Irreversible Thermodynamics: Theory and Applications
Irreversible thermodynamics is an extension of classical thermodynamics to give a unified method of treating transport processes. This book develops the theoretical basis and relates it to reality by examples. These theories are then applied to solve some important problems within varied fields of science and technology. To facilitate understanding, the basic equations are derived in a simple manner, using a minimum of mathematics.
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TRANSPORT PROCESSES IN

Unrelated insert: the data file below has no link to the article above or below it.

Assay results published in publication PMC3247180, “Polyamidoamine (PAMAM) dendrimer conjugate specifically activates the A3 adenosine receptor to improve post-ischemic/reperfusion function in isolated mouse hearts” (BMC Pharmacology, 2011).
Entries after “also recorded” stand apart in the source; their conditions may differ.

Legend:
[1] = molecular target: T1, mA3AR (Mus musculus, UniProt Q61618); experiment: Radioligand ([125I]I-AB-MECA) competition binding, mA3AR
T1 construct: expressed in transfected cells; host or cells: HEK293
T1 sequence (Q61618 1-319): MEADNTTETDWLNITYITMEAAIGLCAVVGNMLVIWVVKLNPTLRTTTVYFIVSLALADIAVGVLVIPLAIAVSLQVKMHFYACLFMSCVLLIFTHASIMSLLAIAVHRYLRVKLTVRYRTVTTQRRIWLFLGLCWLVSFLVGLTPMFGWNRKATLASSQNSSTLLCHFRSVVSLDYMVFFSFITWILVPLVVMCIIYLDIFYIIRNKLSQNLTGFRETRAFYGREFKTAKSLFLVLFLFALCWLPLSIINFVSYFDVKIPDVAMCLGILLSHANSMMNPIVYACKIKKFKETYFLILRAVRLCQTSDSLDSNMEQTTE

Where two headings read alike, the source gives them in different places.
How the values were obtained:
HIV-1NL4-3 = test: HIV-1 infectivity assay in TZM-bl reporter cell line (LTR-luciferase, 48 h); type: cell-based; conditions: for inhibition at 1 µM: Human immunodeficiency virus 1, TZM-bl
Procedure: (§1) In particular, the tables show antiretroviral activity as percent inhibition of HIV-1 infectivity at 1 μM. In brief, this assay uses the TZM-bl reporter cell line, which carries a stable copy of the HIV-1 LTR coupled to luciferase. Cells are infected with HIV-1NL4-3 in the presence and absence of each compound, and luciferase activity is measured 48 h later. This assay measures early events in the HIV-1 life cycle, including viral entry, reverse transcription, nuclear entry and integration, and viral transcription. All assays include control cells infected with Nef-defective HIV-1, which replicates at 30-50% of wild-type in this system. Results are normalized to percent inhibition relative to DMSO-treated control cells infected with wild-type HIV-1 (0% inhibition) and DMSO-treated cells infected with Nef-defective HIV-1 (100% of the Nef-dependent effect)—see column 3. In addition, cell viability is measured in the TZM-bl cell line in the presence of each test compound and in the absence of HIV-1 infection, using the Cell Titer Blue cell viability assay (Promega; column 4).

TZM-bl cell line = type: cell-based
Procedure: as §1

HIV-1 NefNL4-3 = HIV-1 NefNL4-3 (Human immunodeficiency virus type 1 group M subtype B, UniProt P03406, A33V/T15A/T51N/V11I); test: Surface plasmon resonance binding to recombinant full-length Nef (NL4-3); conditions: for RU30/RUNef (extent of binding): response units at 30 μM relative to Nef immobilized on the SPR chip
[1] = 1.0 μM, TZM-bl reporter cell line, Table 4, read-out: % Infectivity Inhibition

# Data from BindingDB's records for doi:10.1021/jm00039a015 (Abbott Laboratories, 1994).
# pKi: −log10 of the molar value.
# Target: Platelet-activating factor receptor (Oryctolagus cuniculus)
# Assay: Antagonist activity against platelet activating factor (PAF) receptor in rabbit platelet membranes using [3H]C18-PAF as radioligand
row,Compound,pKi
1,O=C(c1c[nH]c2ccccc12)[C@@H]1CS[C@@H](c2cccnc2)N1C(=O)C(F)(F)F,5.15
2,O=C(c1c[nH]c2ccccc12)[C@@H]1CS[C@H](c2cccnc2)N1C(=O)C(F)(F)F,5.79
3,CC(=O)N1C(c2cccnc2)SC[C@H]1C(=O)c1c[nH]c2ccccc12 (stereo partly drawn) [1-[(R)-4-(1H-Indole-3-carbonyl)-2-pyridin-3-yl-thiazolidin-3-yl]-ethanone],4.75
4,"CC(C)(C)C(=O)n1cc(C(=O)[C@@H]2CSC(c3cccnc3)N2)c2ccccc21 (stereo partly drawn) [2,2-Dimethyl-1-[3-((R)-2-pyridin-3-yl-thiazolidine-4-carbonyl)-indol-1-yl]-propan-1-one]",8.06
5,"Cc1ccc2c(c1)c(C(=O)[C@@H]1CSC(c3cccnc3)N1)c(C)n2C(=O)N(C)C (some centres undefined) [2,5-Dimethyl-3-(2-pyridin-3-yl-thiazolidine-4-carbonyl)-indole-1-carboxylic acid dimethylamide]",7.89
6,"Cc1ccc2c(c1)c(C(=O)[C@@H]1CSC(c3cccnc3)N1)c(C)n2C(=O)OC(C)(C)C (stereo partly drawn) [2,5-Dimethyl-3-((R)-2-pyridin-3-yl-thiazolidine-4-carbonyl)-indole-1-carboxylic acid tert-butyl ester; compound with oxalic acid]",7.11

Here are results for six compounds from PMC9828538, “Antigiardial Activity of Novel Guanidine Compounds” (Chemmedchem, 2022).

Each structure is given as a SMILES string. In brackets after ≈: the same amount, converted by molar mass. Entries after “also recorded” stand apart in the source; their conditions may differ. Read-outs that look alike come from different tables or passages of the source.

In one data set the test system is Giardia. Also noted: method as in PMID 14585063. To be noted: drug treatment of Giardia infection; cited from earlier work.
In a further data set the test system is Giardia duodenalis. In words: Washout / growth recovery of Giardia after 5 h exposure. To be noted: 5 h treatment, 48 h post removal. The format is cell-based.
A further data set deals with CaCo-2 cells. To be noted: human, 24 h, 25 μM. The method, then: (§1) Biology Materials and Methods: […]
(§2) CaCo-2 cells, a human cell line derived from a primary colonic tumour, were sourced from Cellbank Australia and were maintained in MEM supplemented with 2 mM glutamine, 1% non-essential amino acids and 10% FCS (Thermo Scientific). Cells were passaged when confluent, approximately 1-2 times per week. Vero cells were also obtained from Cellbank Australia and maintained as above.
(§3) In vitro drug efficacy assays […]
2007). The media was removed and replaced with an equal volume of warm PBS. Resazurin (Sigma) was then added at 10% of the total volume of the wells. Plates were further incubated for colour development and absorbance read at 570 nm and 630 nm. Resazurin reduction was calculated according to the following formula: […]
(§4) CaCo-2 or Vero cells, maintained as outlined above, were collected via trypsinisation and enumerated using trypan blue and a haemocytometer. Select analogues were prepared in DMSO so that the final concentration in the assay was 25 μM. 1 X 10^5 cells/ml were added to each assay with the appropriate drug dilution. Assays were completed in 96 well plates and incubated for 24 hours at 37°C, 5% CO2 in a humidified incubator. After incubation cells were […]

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actin activity addition anion approximation assumed bridge calculations cation exchange membrane cell changes Chapter charge chemical potential coefficients compartment components composition concentration conductivity consider constant containing contribution corresponding coupling defined derived determined difference diffusion direction discussed dissipation effect electric electric potential electrochemical electrodes electrolyte energy entropy equal equilibrium example experiment experimental expressed faraday Figure flux equations forces frame of reference Gibbs energy given gives glass gradients heat increasing independent integration ions irreversible JHCI kmol m-3 known leads liquid junction means measured method migration mixture mobilities mole myosin NaCl neutral obtain passes Peltier positive pressure production pure reaction relations replaced reservoir respectively reversible RTIN salt separated side similar solution stationary studied subsystem taking place temperature term thermodynamics transference transference numbers transport unit valid values volume zero